Making the most of freshers' week
Freshers' week is your chance to have fun while settling into an unfamiliar environment, meeting new people and learning about student life
Your first few days as a student will be exciting and nerve-wracking. 'Going to university can feel overwhelming,' says Bob Cozens, director of admissions at the University of Bedfordshire. 'Quite often you've left family and friends to live in a strange town or city and it may feel like you are on your own.
Freshers' week is the perfect opportunity for you to explore your university and find out what's on offer before you start your course
'But freshers' week is the perfect opportunity for you to explore your university and find out what's on offer before you start your course.' His key advice is to ensure that you have an open mind and a desire to try new things.
You can expect the week to be incredibly busy, with a mix of social events to attend and important administrative tasks to complete. Keeping on top of it all is important, so have a diary on you at all times or use the calendar on your phone to stay organised.
One event not to miss is the freshers' fair. As well as being a chance to grab plenty of freebies - from USB sticks and pens, to food and vouchers - this is also the place to sign up to whichever societies, clubs and sports teams you want to get involved in.
As you browse the stalls at the fair, you'll realise there are hundreds to choose from. Bob explains, 'There really is something for everyone. At Bedfordshire, we have a huge range of clubs, from our Musical Theatre to Historia Normannis, a group of students who are passionate about re-enactment and travel the country to display their skills with medieval weaponry.'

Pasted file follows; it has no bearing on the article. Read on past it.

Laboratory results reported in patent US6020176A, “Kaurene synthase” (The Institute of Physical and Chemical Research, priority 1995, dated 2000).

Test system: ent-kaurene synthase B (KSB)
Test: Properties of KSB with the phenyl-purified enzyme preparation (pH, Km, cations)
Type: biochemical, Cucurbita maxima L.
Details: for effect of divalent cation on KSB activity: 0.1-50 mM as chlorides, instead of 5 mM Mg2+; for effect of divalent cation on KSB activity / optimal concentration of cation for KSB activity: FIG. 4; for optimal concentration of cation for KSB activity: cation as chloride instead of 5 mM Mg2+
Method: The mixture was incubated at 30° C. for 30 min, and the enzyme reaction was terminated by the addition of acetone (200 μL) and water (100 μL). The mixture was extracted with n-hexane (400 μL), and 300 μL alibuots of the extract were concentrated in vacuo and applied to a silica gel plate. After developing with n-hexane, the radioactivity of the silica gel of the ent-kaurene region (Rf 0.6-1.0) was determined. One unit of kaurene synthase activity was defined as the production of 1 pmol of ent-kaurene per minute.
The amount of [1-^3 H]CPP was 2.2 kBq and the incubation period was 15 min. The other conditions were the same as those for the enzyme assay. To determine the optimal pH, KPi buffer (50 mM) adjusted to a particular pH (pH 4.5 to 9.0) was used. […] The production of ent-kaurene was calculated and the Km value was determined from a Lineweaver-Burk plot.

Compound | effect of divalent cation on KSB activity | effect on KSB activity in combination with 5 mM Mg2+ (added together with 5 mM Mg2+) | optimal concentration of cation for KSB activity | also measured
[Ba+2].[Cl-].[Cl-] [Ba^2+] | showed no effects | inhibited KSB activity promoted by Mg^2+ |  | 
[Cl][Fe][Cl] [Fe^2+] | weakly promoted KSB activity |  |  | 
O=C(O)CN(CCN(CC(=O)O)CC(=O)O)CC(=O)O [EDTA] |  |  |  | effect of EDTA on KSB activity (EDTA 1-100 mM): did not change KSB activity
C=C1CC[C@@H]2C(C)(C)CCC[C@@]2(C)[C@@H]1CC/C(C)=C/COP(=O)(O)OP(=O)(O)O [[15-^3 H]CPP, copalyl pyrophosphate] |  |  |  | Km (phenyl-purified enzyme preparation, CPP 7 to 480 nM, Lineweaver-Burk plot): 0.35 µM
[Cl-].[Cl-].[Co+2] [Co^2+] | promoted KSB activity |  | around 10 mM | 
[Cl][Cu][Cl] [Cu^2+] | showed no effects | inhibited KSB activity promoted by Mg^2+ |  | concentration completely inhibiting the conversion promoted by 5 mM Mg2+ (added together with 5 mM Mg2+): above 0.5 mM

You could decide to continue with a hobby you already pursue, or try something completely different. There's no pressure - signing up during freshers' week doesn't commit you for the whole year, and it's a fantastic way to make friends. Find out more about the benefits of joining clubs and societies.
Other events are worth a look too. For example, Bob says, 'We have themed days in freshers' week, including an employability day during which employers are present to help students find part-time work.'
For many new students, freshers' week is all about nights out, pub crawls and taking advantage of cheap drink offers. Whatever your taste in music, you'll be able to find a club night to match your tastes and, with many students living away from home for the first time, there's nothing to stop you enjoying yourself.
Just remember to take basic precautions. For instance, make sure your friends have your phone number in case you are separated in a club, don't leave your drink unattended, know your own limits when it comes to alcohol, and be careful to use only licensed taxis.
It's also a good idea to take a break; don't try to go out every night. There's nothing wrong with spending some time in your room catching up on sleep, finishing unpacking your stuff or relaxing in front of the TV with your flatmates. You'll have more fun the following night if you've recharged your batteries.